I read a fascinating essay in The Jewish Journal today.
Publisher-about-to-go-on-sabbatical Rob Eshman relates a recent visit he had with young Israelis, when he had the opportunity to explain why Jewish newspapers have had such a prominent and consistent role in the life of Jewish Americans.
The major reason Eshman highlighted was the importance of communication between communities and unifying them to promote certain, common agendas. He also touched on how this role has changed, from an institution what taught Jews how to become good Americans–find jobs and acclimate to their new environment–to an institution which “teach[es]Americans to be Jews.”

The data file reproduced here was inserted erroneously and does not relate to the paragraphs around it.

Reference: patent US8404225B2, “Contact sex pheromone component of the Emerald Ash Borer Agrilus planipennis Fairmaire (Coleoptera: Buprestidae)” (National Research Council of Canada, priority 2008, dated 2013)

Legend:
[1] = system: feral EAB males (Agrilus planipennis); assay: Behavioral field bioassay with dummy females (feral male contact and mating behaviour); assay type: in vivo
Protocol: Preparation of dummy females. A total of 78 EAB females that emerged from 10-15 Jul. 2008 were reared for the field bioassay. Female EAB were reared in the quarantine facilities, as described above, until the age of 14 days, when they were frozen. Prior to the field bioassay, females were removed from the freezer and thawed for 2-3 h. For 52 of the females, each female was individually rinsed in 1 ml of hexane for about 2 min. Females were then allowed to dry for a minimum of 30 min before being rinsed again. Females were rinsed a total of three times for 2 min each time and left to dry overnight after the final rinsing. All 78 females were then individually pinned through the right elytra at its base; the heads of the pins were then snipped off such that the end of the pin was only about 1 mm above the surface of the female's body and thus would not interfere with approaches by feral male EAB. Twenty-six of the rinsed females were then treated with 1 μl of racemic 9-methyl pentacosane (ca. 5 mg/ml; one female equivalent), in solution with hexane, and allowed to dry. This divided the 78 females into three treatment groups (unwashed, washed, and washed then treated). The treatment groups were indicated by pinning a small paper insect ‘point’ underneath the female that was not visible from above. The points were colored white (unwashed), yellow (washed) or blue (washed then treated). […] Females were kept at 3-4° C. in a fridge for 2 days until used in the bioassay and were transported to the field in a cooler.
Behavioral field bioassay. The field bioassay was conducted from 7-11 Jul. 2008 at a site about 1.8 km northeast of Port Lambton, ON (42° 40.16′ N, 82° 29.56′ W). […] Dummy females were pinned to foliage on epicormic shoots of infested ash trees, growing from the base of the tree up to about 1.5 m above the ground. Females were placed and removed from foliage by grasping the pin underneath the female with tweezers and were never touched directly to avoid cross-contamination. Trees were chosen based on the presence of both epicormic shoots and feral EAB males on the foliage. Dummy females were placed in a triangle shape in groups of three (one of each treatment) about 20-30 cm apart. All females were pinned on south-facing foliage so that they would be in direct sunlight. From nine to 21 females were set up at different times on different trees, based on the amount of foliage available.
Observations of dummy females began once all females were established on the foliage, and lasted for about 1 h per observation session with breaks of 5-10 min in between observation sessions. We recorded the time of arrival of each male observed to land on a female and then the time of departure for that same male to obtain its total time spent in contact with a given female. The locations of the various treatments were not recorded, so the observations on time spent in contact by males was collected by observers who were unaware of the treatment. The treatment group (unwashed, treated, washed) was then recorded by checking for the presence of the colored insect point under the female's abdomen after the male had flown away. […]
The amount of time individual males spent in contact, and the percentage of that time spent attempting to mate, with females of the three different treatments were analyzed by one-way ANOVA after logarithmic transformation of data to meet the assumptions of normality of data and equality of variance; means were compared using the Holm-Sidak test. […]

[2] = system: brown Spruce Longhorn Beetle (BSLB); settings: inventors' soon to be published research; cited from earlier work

Teaching Americans to be Jews
This latter element particularly struck me. As Eshman mentioned, many Jewish magazines and newspapers exist primarily on the web. In fact, that’s where they now find the majority of their readers.
Jews who live outside major Jewish communities–due to geography or due to a lack of affiliation–can now access information about their co-religionists via websites like The Jewish Journal‘s, The Forward‘s, Kveller, and so on. Need a latke recipe? Look online. Need advice about how to handle the funeral of a relative? Look online. Such sites bring community to people who previously felt excluded.
In the Orthodox world, even, you find magazines devoted to Jewish cuisine, divrei Torah (words of Torah, including all of Tanach, the Oral Law, and commentaries), inspiration, and advice from the Jewish standpoint.